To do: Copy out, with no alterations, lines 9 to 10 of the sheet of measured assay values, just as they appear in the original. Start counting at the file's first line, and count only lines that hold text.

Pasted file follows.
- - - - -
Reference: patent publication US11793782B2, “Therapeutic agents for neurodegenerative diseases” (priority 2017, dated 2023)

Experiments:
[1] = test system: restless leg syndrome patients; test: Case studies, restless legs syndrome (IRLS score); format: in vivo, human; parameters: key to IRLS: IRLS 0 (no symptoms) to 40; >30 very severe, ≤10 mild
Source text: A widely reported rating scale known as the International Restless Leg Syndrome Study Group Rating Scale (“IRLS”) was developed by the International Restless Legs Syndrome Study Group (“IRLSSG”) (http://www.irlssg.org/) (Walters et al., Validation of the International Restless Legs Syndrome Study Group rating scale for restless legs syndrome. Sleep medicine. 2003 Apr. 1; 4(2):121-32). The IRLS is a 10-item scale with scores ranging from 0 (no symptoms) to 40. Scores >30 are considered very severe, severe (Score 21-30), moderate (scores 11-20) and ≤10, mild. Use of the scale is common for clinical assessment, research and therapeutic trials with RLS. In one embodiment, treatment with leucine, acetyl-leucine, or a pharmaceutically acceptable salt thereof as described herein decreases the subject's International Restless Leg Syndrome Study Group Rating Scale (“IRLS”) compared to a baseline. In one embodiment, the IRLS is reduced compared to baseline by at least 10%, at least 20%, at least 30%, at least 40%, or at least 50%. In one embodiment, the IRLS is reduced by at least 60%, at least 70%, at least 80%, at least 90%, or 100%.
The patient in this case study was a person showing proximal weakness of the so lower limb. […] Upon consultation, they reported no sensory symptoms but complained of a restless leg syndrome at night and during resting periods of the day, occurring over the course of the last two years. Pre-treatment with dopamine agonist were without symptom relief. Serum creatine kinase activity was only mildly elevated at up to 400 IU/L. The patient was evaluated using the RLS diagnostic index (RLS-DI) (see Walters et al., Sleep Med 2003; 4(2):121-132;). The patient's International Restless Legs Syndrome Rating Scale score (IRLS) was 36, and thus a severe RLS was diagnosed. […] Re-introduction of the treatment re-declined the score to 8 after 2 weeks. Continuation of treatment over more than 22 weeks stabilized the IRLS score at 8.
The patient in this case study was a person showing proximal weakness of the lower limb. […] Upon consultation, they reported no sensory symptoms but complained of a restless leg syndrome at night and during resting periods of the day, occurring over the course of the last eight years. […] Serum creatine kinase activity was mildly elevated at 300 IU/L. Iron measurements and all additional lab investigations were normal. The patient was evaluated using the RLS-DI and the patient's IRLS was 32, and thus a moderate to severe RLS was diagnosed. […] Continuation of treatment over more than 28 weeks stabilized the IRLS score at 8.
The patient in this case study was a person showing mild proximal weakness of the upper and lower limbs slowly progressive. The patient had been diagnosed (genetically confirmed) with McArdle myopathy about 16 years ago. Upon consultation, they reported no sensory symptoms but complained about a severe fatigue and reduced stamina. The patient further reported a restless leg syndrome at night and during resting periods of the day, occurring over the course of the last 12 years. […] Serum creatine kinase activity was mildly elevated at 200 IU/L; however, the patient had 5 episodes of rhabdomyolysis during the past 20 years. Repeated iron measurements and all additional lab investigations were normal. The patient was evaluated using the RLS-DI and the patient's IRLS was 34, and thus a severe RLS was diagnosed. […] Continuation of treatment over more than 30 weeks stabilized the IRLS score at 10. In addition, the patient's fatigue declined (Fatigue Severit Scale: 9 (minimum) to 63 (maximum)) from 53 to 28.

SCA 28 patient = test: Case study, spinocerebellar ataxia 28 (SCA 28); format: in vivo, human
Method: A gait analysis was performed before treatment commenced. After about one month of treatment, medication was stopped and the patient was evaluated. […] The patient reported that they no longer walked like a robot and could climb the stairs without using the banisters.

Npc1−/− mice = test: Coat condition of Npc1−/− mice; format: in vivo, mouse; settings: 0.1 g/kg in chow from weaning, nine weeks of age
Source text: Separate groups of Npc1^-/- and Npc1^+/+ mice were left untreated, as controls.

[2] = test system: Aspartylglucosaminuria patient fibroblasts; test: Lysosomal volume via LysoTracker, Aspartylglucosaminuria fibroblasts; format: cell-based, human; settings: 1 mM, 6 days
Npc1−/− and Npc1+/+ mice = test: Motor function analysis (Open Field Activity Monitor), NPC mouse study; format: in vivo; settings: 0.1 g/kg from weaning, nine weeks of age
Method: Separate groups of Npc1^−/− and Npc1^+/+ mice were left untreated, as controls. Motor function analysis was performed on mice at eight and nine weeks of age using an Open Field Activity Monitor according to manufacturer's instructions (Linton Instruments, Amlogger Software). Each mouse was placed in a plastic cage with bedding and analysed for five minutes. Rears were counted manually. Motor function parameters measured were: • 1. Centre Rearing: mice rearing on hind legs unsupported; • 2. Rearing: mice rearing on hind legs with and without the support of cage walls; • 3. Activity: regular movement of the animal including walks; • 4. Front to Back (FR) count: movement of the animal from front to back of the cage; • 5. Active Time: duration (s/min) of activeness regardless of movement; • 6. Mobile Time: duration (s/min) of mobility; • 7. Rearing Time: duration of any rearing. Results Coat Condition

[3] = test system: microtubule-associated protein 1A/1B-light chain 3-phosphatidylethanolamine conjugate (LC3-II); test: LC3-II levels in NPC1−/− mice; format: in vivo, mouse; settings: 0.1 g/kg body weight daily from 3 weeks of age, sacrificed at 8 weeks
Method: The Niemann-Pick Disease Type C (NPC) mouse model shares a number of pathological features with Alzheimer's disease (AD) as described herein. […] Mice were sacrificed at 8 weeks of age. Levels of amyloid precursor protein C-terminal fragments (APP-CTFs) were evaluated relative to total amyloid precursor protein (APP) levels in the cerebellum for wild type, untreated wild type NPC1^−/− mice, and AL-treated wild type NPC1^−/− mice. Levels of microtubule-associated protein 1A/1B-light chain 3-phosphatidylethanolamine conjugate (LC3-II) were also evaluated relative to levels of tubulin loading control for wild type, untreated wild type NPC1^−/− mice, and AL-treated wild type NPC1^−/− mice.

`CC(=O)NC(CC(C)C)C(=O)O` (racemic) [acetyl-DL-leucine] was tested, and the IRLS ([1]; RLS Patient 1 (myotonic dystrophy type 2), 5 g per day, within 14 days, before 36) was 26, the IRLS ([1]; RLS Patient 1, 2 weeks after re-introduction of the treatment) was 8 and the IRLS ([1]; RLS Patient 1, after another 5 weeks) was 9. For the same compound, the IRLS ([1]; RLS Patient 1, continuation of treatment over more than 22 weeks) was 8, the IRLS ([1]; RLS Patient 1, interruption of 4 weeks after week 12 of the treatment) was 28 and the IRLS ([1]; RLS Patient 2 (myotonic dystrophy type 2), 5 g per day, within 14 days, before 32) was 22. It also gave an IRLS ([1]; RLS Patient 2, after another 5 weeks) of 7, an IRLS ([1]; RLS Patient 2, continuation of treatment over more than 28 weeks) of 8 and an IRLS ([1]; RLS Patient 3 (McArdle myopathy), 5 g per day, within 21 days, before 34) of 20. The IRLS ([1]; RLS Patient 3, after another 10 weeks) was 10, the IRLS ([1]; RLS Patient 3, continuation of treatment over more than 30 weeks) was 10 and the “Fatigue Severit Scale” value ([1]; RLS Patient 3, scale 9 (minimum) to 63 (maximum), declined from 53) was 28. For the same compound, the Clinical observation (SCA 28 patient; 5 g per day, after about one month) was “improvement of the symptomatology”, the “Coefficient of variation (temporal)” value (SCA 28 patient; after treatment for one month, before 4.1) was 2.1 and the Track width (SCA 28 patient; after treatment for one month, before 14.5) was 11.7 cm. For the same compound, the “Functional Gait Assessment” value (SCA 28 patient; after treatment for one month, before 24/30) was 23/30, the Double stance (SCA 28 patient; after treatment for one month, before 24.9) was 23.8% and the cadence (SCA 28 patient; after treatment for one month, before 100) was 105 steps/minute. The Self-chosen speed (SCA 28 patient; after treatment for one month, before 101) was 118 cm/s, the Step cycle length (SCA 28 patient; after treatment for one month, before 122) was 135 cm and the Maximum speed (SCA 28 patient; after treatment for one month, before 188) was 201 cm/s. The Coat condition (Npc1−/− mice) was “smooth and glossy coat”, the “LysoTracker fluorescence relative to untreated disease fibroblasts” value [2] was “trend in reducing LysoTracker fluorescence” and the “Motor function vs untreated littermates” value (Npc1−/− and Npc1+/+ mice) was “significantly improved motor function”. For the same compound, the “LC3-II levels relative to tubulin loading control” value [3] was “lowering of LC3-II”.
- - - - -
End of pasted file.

Method: A gait analysis was performed before treatment commenced. After about one month of treatment, medication was stopped and the patient was evaluated. […] The patient reported that they no longer walked like a robot and could climb the stairs without using the banisters.

Npc1−/− mice = test: Coat condition of Npc1−/− mice; format: in vivo, mouse; settings: 0.1 g/kg in chow from weaning, nine weeks of age